Wy’east Junior High School should have a log-awaited gymnasium before the year is out. County school board members brought this a step nearer reality when they voted to accept a settlement that the insurance adjuster will recommend to four companies holding the Hood River insurance policy. The school has been without a gymnasium since snow collapsed the roof in January more than a year ago. — Hood River News
The Port of Klickitat’s first major industrial facility was officially opened Friday with a ribbon-cutting ceremony and open house for local officials and citizens. About 30 persons attended the open house at the Robert A. Barnes Inc. secondary aluminum recovery facility at the Dallesport Industrial Park. Guests heard remarks by Robert A. Barnes, president of the company, and toured the plant which retrieves additional aluminum from dross, waste ore from primary aluminum production plants.
“Only through help from the Port of Klickitat and Economic Development Administration officials was this possible,” said Barnes, the latter of which paid for construction of the 52,000 square-foot, $900,000 building that houses the plant. — White Salmon Enterprise
You can go to college in your own home. A telecourse on earth science that allows the viewer to gain college credit classes will be offered through Treaty Oak Education Center during spring term. The course, Earth, Sea and Sky, will be seen over KOAP (Channel 10) starting on April 7. Bud Earl of the Treaty Oak teaching staff, will teach the course. — The Dalles Daily Chronicle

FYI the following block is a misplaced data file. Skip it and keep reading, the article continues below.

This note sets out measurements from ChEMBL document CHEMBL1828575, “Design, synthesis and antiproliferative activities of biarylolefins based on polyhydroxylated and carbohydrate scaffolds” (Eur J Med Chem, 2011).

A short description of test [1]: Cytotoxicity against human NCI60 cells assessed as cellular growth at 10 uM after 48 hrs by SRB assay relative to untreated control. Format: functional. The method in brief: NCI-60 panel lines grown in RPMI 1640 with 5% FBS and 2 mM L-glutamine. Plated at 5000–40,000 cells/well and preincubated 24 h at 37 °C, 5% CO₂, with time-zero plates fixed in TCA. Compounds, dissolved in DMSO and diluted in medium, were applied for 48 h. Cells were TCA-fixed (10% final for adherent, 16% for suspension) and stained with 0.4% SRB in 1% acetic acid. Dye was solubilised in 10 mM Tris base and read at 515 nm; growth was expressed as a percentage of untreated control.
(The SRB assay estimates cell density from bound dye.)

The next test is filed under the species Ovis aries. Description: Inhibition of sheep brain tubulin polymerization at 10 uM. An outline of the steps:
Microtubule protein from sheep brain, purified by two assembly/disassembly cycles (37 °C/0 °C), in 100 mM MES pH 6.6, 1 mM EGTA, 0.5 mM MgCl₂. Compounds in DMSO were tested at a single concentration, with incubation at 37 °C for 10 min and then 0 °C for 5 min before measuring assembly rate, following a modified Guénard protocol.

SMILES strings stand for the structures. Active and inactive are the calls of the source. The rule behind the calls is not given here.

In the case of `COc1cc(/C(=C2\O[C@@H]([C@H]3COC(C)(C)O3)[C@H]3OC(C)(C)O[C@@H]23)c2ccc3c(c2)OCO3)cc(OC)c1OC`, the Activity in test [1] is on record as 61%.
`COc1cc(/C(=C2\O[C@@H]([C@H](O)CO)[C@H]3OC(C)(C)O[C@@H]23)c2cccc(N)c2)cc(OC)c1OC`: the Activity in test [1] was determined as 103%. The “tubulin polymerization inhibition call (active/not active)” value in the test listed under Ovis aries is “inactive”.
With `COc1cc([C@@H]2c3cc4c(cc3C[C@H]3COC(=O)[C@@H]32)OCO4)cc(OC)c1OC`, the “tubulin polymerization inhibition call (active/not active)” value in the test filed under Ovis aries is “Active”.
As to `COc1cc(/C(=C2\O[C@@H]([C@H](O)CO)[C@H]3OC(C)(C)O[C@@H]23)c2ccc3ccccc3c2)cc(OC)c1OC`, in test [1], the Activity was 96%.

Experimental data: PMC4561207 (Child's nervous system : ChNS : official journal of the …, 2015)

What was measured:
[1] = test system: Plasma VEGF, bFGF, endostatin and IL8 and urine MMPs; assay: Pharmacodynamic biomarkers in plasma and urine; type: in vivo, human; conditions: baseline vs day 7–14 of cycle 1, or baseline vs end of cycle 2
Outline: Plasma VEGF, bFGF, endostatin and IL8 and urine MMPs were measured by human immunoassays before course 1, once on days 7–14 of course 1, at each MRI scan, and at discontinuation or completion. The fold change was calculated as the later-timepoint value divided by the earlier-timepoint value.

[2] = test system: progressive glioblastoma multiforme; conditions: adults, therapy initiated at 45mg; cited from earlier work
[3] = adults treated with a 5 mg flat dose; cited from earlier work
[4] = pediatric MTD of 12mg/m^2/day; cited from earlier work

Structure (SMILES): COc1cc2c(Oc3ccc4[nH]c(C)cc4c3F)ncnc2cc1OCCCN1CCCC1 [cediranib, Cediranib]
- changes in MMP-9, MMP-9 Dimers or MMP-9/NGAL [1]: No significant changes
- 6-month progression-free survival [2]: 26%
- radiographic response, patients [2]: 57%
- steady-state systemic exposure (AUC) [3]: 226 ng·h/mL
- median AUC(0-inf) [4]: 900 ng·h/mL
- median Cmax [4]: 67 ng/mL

2001 — 20 years ago
The Hood River pool will be sporting a new look soon. Construction began March 26, totaling more than $100,000 for a landscaping, lighting and stairway project that will greatly enhance the look and usability of the facility.
“I think this is one of the best things that’s happened recently in Hood River County,” said assistant pool manager Heather Laurance. “It’s not only going to give better access to the public, it will also be aesthetically pleasing — it’s a big change, and change is good.” — Hood River News
A lightweight, portable non-invasive device designed to virtually eliminate sinus pain has been patented by a medical researcher who lives in Husum. Bill Hopper, president of SPS Research, Inc., said he is now working on getting a manufacturer to produce the device.
“It’s painless and works great,” Hopper said of his invention. “This will be the hottest medical device of the century. If you get up in the morning and you’re stuffy, a few seconds of this and you’re wide open.” The patent abstract explains that the device is “specifically designed to regulate and effectively equalize the pressure between the sinus cavities and middle ear, and the nasal cavity and nasopharynx.
“This is not a cure,” Hopper stressed. “But it will remove pain and discomfort in non-diseased sinuses very quickly.” — White Salmon Enterprise
A Mid-Columbia native who built a successful, 30-plus year career in the US Air Force will return to this region as the next president of Columbia Gorge Community College. College directors on Friday named Dr. Frank Toda as successor to Dr. Bill Bell, who retires this July after serving with the college since 1977. — The Dalles Chronicle